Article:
UPS is having humans and drones work together to decrease delivery times
No matter how closely you follow the ever-eveloving world of technology, chances are you've heard talk of drones at some point. Amazon has been working on its own fleet of flying robots for quite some time now, and last November, Domino's announced that it had began testing its own drone-delivery service to get pizza to customers more efficiently. The use of drones for delivering items to customers is a concept that doesn't appear to be going anywhere at any time soon, and this point is heavily reinforced with the announcement that UPS - one of the world's top shipping companies - is working on its own drone service as well.
There's something unique about the way that UPS is handling the use of its drones, however. Unlike Amazon, Domino's, and pretty much every other company that has been testing a system of drone-based delivery, UPS will have drones and humans work in conjunction with one another in order to decrease delivery times. The heart of UPS's system is an all-new delivery van that features a retractable roof through which a drone takes off from. The (human) driver of the van simply has to find a package that needs to be delivered, secure it into the the drone, lock in the coordinates for where it needs to go, and then launch the drone so that it can fly the package to its owner. While the drone is off delivering that parcel, the driver can then head off to another destination and transport another item. This will essentially allow UPS to deliver twice the amount of packages in the same general amount of time, and that could create for massive savings in both time and money.
After successfully delivering the package it was given, the drone will then fly back to the van, lock itself on top of the roof, and then wait for the driver to give it another package to deliver. This system of using both a human and drone to get packages out to people might be the most practical implementation of drone technology that we've seen yet, and in addition to getting shipments out to customers in a speedier manner, the use of drones could also potentially save UPS a good chunk of change. The company is reporting that the removal of just one mile from the 66,000 or so delivery routes that its drivers travel every day would create for a savings of $50 million each year.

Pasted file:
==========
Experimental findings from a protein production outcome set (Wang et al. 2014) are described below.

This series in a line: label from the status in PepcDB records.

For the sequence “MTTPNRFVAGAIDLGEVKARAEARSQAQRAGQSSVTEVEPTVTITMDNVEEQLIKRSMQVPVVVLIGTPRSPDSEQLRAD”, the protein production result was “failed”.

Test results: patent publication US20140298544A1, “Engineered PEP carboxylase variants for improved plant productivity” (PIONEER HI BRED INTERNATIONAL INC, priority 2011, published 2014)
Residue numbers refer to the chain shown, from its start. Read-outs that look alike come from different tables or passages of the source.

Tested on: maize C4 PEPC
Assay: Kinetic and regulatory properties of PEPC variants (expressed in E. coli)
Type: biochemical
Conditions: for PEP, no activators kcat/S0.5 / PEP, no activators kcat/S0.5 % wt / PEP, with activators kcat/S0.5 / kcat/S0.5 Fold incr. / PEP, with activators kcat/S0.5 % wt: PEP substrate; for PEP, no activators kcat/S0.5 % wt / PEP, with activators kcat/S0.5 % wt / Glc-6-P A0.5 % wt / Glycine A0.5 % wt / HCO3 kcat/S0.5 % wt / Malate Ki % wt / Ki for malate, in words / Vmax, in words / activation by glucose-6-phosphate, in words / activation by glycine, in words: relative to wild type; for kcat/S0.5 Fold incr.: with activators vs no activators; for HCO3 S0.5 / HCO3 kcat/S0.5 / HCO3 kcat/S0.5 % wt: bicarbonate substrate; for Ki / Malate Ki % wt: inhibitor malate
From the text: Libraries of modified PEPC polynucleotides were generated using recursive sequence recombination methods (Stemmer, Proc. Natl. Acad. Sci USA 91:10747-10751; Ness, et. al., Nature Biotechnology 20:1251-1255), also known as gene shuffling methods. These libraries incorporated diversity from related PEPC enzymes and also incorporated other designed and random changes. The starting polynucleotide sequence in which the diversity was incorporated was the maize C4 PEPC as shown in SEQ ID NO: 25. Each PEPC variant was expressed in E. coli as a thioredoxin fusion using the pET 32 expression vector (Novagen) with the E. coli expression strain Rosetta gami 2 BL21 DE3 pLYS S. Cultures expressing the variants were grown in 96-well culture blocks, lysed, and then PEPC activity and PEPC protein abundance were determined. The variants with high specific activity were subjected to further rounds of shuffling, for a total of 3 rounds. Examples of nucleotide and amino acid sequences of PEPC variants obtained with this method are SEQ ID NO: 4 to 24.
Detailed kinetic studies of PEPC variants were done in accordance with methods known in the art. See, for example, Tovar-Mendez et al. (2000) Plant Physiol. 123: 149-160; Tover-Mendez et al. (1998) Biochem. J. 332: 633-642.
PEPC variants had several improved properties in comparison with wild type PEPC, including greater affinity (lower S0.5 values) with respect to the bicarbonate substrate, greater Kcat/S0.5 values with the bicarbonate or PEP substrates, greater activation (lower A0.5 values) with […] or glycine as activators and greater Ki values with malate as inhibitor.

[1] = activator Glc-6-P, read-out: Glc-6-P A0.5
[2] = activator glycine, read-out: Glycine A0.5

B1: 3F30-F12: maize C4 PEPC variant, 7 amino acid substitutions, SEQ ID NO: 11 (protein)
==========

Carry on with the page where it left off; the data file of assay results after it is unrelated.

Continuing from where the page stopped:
UPS conducted its first test of this human/drone delivery setup on Monday, February 20 in an area just outside of Tampa, Florida with a relatively small population. UPS has yet to announce any further expansion plans for the service, but before the company can even think about this happening, it'll need to get approval from the FAA. We should learn more about UPS's rollout of the drone system later in the year, and if all goes as planned without any hiccups from the Federal Aviation Administration, we could be looking at one of the biggest revolutions in the package delivery world that we've seen in quite some time.